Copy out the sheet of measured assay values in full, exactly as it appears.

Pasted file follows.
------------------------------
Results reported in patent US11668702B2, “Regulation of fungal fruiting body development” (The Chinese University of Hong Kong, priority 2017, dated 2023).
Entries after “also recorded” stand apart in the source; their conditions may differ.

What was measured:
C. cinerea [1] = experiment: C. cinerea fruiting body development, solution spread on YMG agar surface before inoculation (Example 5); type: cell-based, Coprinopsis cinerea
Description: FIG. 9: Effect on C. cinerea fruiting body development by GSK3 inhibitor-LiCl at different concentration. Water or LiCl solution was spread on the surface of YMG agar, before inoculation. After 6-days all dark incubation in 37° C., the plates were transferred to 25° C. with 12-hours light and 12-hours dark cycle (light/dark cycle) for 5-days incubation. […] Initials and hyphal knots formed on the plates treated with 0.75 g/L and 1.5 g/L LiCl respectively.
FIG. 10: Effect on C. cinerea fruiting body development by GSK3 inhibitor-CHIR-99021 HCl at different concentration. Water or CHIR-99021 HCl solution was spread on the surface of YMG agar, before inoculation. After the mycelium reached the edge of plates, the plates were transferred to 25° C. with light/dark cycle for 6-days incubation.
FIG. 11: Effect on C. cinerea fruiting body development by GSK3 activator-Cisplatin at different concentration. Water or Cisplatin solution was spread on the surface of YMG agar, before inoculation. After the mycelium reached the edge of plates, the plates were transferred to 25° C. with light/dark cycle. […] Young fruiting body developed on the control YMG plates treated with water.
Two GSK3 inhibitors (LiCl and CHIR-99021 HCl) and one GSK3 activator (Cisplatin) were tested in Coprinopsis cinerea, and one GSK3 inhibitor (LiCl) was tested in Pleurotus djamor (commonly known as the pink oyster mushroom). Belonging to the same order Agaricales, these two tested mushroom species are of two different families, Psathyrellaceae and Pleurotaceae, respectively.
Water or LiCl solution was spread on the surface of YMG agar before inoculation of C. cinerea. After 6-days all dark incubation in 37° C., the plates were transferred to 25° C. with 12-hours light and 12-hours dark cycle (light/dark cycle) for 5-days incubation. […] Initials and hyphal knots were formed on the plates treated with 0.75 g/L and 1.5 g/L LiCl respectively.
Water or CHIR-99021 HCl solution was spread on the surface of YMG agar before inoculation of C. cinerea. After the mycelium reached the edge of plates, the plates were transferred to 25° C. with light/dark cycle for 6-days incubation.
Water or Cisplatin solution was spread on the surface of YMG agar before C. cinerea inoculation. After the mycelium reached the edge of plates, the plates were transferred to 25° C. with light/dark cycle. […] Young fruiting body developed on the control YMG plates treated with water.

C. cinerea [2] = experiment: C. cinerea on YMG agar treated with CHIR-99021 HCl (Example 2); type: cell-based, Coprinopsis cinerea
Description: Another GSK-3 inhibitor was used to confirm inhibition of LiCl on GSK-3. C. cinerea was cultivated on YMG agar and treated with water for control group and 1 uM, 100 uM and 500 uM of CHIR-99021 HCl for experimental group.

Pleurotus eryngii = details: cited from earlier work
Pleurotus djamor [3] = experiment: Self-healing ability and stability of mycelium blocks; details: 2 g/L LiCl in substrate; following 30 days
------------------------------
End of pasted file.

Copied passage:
Results reported in patent US11668702B2, “Regulation of fungal fruiting body development” (The Chinese University of Hong Kong, priority 2017, dated 2023).
Entries after “also recorded” stand apart in the source; their conditions may differ.

What was measured:
C. cinerea [1] = experiment: C. cinerea fruiting body development, solution spread on YMG agar surface before inoculation (Example 5); type: cell-based, Coprinopsis cinerea
Description: FIG. 9: Effect on C. cinerea fruiting body development by GSK3 inhibitor-LiCl at different concentration. Water or LiCl solution was spread on the surface of YMG agar, before inoculation. After 6-days all dark incubation in 37° C., the plates were transferred to 25° C. with 12-hours light and 12-hours dark cycle (light/dark cycle) for 5-days incubation. […] Initials and hyphal knots formed on the plates treated with 0.75 g/L and 1.5 g/L LiCl respectively.
FIG. 10: Effect on C. cinerea fruiting body development by GSK3 inhibitor-CHIR-99021 HCl at different concentration. Water or CHIR-99021 HCl solution was spread on the surface of YMG agar, before inoculation. After the mycelium reached the edge of plates, the plates were transferred to 25° C. with light/dark cycle for 6-days incubation.
FIG. 11: Effect on C. cinerea fruiting body development by GSK3 activator-Cisplatin at different concentration. Water or Cisplatin solution was spread on the surface of YMG agar, before inoculation. After the mycelium reached the edge of plates, the plates were transferred to 25° C. with light/dark cycle. […] Young fruiting body developed on the control YMG plates treated with water.
Two GSK3 inhibitors (LiCl and CHIR-99021 HCl) and one GSK3 activator (Cisplatin) were tested in Coprinopsis cinerea, and one GSK3 inhibitor (LiCl) was tested in Pleurotus djamor (commonly known as the pink oyster mushroom). Belonging to the same order Agaricales, these two tested mushroom species are of two different families, Psathyrellaceae and Pleurotaceae, respectively.
Water or LiCl solution was spread on the surface of YMG agar before inoculation of C. cinerea. After 6-days all dark incubation in 37° C., the plates were transferred to 25° C. with 12-hours light and 12-hours dark cycle (light/dark cycle) for 5-days incubation. […] Initials and hyphal knots were formed on the plates treated with 0.75 g/L and 1.5 g/L LiCl respectively.
Water or CHIR-99021 HCl solution was spread on the surface of YMG agar before inoculation of C. cinerea. After the mycelium reached the edge of plates, the plates were transferred to 25° C. with light/dark cycle for 6-days incubation.
Water or Cisplatin solution was spread on the surface of YMG agar before C. cinerea inoculation. After the mycelium reached the edge of plates, the plates were transferred to 25° C. with light/dark cycle. […] Young fruiting body developed on the control YMG plates treated with water.

C. cinerea [2] = experiment: C. cinerea on YMG agar treated with CHIR-99021 HCl (Example 2); type: cell-based, Coprinopsis cinerea
Description: Another GSK-3 inhibitor was used to confirm inhibition of LiCl on GSK-3. C. cinerea was cultivated on YMG agar and treated with water for control group and 1 uM, 100 uM and 500 uM of CHIR-99021 HCl for experimental group.

Pleurotus eryngii = details: cited from earlier work
Pleurotus djamor [3] = experiment: Self-healing ability and stability of mycelium blocks; details: 2 g/L LiCl in substrate; following 30 days